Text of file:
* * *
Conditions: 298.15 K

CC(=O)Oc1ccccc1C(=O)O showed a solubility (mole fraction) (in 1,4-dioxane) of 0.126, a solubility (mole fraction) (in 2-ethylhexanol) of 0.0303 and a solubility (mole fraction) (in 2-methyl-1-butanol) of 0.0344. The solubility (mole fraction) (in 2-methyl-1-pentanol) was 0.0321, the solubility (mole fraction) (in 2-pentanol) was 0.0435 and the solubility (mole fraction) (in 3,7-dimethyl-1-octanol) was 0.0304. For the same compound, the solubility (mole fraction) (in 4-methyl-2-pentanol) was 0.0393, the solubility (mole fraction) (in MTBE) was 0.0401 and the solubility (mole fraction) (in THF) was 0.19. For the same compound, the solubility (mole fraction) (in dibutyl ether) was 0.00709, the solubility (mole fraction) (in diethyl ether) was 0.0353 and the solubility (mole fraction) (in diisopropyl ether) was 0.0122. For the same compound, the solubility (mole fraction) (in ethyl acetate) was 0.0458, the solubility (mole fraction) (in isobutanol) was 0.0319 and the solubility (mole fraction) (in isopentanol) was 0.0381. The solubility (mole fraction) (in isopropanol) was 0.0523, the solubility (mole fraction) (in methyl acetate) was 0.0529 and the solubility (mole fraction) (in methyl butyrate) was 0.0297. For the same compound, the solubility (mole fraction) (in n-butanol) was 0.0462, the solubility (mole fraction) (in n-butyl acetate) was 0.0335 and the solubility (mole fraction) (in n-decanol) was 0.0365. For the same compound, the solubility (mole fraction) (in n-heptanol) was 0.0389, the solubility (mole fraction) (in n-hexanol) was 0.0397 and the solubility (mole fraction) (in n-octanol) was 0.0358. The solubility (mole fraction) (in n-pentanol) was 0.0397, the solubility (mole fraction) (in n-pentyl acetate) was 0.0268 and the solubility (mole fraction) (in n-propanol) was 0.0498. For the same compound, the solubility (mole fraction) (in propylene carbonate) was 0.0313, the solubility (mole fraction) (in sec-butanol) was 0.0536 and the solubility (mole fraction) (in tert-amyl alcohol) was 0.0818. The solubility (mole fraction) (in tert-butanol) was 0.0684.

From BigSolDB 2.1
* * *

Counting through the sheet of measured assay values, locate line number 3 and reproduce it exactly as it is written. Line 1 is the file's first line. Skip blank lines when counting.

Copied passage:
From BigSolDB 2.1